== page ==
Nanotechnology And The Future

The growing importance of nanotechnology is reflected by the increased U.S. Federal Nanotechnology budget from $270 million in the financial year 2000 to $738 million in financial year 2003 (17).

The National Institutes of Health has awarded researchers grants totaling nearly $10 million, to establish a multidisciplinary research program in cancer nanotechnology and to develop a new class of nanoparticles for molecular and cellular imaging. Working at the sub-atomic level, these scientists will be seeking data that will link molecular signatures to patient's clinical outcomes, so that cancers can be predicted, detected earlier, and treated more effectively. The primary focus of the new program will be prostate cancer.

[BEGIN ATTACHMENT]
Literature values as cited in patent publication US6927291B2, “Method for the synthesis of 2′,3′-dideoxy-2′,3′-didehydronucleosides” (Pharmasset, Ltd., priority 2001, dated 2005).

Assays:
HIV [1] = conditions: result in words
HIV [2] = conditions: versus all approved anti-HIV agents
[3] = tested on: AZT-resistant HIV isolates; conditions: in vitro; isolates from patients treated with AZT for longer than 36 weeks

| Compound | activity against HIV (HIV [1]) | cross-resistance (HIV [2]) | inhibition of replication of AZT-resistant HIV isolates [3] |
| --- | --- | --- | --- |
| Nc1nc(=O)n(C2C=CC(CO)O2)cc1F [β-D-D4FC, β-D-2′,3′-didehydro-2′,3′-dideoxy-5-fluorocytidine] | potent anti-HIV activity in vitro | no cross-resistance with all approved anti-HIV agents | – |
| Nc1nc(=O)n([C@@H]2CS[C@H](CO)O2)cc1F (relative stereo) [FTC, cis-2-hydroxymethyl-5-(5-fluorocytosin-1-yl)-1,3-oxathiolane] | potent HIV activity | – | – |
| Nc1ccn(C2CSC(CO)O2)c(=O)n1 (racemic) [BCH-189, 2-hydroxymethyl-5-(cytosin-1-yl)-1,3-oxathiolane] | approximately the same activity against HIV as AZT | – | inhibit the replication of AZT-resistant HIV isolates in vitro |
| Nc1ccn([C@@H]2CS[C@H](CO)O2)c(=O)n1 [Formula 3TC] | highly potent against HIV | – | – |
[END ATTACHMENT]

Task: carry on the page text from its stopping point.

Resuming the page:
Nanotechnology is expected to have a significant impact on urological research and clinical practice and will allow urologists to intervene at the cellular and molecular level, with diagnostic and therapeutic clinical benefit.

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